The last good chewing deterrent is making sure you have plenty of toys for the pup. Essentially you want to distract them with things they are allowed to chew on so that they don’t eat things they aren’t supposed to chew on. But, no matter how many toys or sprays you get, a puppy is going to chew on items left on the floor. So just be mindful that they are learning how to exist in their new environment and are very much like human toddlers who just wander around sticking whatever they find in their mouths.
Growling, Barking, and Food Aggression
As puppies grow and learn what is right and wrong, you will more than likely have to focus some time on making sure your pet is not aggressive around food. Coming from a pack environment, they are probably used to fending off their littermates for whatever scraps of food they can get their little paws on. They communicate to others to back off by growling and showing their teeth. This can be concerning as we want to make sure our pups are friendly and not a threat to small children or other household pets. That’s why it is important to control this behavior whenever it pops up.
One way to show a puppy that you are in control is to take their food bowl and place it in front of you. Pretend that you are eating out of it and then, only after you have shown that you ate first, give it to your pup. This helps establish your role as alpha in the pack and shows that they cannot show aggression toward you. Most food aggression is just harmless posturing, but should be taken seriously as a bite can have serious consequences.
Another way to combat food aggression is to feed your pup one kernel of kibble at a time from your hand. This will teach them to be gentle since you can correct them if your fingers get nibbled. This method again shows the dog that you are in control of the food and that they will eat only when you say it’s okay. Make sure that you, as the adult, test the dog’s limits and identify its aggression, because a lot of kids won’t be as mindful of the dog’s space and could easily find themselves in a situation where they have the potential to be bitten. Get close to your dog, bother them a bit, keep testing and correcting so that you can make sure your dog has good tableside manners.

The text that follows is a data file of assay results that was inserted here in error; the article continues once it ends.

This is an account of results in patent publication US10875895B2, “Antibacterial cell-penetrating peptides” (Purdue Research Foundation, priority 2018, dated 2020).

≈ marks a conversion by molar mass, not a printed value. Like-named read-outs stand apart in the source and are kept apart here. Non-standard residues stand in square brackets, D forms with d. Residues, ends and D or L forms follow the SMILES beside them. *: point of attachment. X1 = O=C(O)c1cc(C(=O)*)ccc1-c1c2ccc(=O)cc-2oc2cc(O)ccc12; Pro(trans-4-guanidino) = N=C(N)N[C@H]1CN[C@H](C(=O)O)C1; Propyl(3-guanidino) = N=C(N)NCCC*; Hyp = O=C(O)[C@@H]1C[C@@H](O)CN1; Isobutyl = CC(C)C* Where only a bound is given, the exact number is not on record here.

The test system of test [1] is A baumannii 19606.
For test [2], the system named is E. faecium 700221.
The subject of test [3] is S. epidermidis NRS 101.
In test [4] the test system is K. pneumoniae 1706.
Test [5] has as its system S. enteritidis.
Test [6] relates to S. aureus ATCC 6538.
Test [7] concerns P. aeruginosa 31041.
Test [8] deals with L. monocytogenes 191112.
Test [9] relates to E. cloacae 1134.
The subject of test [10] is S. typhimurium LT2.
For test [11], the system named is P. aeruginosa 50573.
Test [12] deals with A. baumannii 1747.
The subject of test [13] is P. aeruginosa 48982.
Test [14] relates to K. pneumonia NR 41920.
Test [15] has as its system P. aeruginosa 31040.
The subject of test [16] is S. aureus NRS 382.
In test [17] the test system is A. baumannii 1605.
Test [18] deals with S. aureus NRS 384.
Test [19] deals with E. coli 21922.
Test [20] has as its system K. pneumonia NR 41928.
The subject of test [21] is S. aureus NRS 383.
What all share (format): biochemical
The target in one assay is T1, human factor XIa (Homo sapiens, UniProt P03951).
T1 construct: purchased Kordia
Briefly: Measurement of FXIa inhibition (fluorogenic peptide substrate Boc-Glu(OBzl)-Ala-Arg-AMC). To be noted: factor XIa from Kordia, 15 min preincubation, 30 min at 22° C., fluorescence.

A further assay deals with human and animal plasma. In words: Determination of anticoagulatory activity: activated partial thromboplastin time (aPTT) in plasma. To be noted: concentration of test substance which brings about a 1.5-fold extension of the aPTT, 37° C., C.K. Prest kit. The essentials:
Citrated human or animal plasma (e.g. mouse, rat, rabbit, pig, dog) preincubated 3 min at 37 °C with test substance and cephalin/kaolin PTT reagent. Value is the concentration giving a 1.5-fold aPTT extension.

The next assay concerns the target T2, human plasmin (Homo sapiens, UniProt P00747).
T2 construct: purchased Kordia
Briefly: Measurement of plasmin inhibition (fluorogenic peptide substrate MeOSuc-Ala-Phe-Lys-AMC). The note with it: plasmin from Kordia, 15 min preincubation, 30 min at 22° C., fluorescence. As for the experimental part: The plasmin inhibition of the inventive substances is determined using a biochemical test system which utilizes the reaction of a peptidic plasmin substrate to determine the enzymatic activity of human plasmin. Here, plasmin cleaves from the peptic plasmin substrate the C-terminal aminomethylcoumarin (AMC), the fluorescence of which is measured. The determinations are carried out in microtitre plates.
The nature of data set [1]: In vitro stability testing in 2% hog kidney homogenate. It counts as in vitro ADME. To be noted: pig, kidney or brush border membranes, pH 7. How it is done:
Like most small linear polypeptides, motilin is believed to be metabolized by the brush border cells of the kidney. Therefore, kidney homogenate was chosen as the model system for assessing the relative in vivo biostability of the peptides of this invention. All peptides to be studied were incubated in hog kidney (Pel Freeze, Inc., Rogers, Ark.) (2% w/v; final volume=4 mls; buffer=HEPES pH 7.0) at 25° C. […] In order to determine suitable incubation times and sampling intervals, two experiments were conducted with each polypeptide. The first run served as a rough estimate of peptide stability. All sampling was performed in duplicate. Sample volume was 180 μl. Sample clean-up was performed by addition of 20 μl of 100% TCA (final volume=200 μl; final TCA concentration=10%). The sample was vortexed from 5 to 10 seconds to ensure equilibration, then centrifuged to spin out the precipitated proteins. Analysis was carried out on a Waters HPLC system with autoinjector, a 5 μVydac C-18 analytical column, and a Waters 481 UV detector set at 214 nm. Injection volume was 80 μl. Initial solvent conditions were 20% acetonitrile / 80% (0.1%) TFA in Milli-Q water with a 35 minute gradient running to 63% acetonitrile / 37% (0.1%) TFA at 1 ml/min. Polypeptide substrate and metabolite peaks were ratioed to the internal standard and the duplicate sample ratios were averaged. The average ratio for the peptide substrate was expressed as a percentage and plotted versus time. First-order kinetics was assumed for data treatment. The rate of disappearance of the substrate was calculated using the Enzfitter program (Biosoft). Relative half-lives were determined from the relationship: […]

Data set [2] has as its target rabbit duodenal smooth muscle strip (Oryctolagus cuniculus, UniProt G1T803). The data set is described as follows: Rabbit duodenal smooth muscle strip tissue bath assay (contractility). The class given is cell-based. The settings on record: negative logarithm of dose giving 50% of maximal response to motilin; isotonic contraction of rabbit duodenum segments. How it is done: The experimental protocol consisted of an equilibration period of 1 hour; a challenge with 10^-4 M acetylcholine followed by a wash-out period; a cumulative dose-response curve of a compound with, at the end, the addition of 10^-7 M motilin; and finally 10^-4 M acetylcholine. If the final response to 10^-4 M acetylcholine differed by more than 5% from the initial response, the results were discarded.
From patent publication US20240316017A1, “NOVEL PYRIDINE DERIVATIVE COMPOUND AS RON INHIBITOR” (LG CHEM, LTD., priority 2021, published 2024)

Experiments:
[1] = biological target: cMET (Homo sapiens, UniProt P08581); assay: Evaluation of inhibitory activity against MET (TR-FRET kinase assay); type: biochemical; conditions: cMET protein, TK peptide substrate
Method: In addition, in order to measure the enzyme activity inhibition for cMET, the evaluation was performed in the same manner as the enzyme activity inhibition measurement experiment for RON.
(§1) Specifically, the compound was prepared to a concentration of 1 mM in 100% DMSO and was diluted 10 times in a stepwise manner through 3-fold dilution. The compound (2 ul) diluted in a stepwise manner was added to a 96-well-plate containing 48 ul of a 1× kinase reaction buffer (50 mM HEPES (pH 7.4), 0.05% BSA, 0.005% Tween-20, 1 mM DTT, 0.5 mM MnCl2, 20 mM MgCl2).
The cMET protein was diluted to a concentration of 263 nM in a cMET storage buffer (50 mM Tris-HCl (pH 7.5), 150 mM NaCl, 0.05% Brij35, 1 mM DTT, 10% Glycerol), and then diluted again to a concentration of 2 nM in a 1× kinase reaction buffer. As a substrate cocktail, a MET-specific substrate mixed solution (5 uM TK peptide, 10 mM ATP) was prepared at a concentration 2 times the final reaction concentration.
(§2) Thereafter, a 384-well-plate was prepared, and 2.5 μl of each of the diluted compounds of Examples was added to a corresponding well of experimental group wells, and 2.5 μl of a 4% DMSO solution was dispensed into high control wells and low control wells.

Now that your pup is beginning to learn how to behave inside your home, it’s also a good time to start training them to know what’s acceptable in the yard. Bloodhounds are sensitive creatures. They can be extremely skittish when it comes to new things introduced in their environment. Some of these items may seem mundane, like yard tools or bird feeders, but some may pose a perceived threat to your Bloodhound. It’s not uncommon to hear a commotion coming from your yard as your Bloodhound witnesses people working on a neighbor’s house, or, in my case, a hot air balloon floating over a couple miles away.
Most dogs will alarm their owners to occurrences that are out of the ordinary, so this in itself isn’t that uncommon. The issue many Bloodhound owners will experience is that the Bloodhound will remember this situation and be wary of the area for days or weeks to come. One time a neighbor of mine set a ladder on the side of their house. My hound saw it, started baying, and would not stop. Every time I let him out after that, he would slink over to that side of the house and start sniffing like crazy trying to identify if the object was still there. There was a solid week where he wouldn’t venture out from under the patio awning because he had seen a hot air balloon flying over and developed a fear that there was inevitably more coming.